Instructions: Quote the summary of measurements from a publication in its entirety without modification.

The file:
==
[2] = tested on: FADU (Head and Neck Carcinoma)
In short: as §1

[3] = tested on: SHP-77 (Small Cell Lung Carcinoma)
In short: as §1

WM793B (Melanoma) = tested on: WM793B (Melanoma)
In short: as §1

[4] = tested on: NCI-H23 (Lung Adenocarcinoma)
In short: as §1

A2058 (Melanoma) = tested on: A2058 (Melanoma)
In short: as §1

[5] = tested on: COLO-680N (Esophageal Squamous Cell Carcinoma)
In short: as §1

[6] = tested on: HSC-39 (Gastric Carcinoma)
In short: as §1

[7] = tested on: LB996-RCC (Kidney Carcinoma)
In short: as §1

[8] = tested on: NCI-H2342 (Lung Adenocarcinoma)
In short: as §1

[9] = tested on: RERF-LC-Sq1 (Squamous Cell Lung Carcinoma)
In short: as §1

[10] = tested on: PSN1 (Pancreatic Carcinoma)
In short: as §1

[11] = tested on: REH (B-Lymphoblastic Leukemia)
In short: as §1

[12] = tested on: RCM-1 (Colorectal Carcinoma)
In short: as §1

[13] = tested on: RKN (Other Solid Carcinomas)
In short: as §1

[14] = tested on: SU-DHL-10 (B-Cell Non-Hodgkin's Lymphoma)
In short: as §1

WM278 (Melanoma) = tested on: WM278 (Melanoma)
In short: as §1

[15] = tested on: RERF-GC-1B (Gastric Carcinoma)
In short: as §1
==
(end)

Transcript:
[2] = tested on: FADU (Head and Neck Carcinoma)
In short: as §1

[3] = tested on: SHP-77 (Small Cell Lung Carcinoma)
In short: as §1

WM793B (Melanoma) = tested on: WM793B (Melanoma)
In short: as §1

[4] = tested on: NCI-H23 (Lung Adenocarcinoma)
In short: as §1

A2058 (Melanoma) = tested on: A2058 (Melanoma)
In short: as §1

[5] = tested on: COLO-680N (Esophageal Squamous Cell Carcinoma)
In short: as §1

[6] = tested on: HSC-39 (Gastric Carcinoma)
In short: as §1

[7] = tested on: LB996-RCC (Kidney Carcinoma)
In short: as §1

[8] = tested on: NCI-H2342 (Lung Adenocarcinoma)
In short: as §1

[9] = tested on: RERF-LC-Sq1 (Squamous Cell Lung Carcinoma)
In short: as §1

[10] = tested on: PSN1 (Pancreatic Carcinoma)
In short: as §1

[11] = tested on: REH (B-Lymphoblastic Leukemia)
In short: as §1

[12] = tested on: RCM-1 (Colorectal Carcinoma)
In short: as §1

[13] = tested on: RKN (Other Solid Carcinomas)
In short: as §1

[14] = tested on: SU-DHL-10 (B-Cell Non-Hodgkin's Lymphoma)
In short: as §1

WM278 (Melanoma) = tested on: WM278 (Melanoma)
In short: as §1

[15] = tested on: RERF-GC-1B (Gastric Carcinoma)
In short: as §1